Then, with a snort of what could almost be interpreted as disgust, the Tyrannosaurus Rex wheeled about and lumbered away, the earth still shuddering under its footsteps, trees bending aside as it passed.

Slowly Kit rose to his haunches and he looked at his hands -- they were icy white, which was natural given that he was an albino, but they also trembled violently. He sucked in a few deep, even breaths of air, attempting to steady his nerves, to master his fear. Kevin, his heart racing faster than any human's, whimpered quietly and licked Kit's fingers affectionately. "It's okay, boy," Kit said, his voice cracking. "It's gone." He exhaled one final time, then rose to his feet. "Enough shillishallying," he said, trying to affect a firmness to his tone. "We've had a little excitement, sure. But let's not forget why we're here."

As Kit made his way back through the dense forest to the wreck of the geologist's camp, he was once more struck by how alone he felt. It was a strange feeling. After all, he was accustomed to trekking through the woods, alone, sometimes for weeks. And he knew he wasn't alone. After all, as vast as the valley seemed, it was only a valley, with clear demarcations marked by stout cliffs. And he knew there were other people about -- Henry Parding and his seven year old daughter, the young woman who claimed to be Parding's daughter, and a party of armed men. But somehow he felt completely cut off from them. People had a tendency to disappear fully into this dense forest, as though they had never been. Like Parding, Kit mused as he and Kit stopped at the perimeter of the man's camp.

He stopped, and stared. "Well, I'm not sure I expected to see you again," he said matter-of-factly.

In the middle of the camp stood the unearthly vision of the beautiful young woman who called herself Ilana Parding, still dressed scantily in her skin garments. "You told me to run -- so I ran. I've had the devil of the time finding you. Luckily you seemed to have riled that T-Rex, and he made enough racket to wake the dead, or I might have been wandering aimlessly still."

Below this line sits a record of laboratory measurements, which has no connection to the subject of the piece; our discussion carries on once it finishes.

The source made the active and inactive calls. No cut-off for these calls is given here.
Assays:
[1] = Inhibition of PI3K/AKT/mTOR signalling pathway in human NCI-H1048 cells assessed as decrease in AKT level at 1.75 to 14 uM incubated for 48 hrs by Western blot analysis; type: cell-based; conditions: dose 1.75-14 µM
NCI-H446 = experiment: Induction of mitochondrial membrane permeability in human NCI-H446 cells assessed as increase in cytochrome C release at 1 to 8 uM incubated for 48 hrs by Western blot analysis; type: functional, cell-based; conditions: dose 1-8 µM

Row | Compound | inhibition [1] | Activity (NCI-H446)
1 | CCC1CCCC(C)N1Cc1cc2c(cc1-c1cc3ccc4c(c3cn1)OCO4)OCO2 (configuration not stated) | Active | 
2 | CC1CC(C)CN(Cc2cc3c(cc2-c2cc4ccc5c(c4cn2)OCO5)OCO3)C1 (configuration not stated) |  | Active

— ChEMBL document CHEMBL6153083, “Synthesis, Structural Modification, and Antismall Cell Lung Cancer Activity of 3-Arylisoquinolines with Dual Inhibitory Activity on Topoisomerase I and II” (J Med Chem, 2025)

Kit gave a short, slightly hysterical chuckle. "Yeah. Lucky."

"Well, this is our camp. Or was. But they're not here now."


She looked at him. "Pardon?"

"You said: 'they're not here'. Don't you mean: 'he's not here'?" Kit said levelly. "After all, you said you were Ilana Parding, and you are here. So the only Parding unaccounted for is your father -- at least, according to what you've told me."

She stared at him for the longest time, an almost ethereal vision in the moonlight, the soft glow playing off her tawny skin. "It's complicated," she said at last. "I haven't been entirely forthcoming."

"That I've known almost from the moment I met you. Why don't you tell me who you are, and what you know about Henry Parding, his daughter -- his real daughter -- and those men who were chasing you."

She frowned. "Oh, I thought you might have figured it out by now. But I guess it is pretty, well, complicated," she repeated, as if finding comfort in the banal word.

It was then that the cavemen struck again...

Back to Episode 5: Men Who Are Not Men

On to Episode 7: Lost and Found

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Secrets of the Forgotten Valley is copyright 2003 by D.K. Latta.  It may not be copied without permission of the author except for purposes of reviews.  (Though you can print it out to read it, natch.)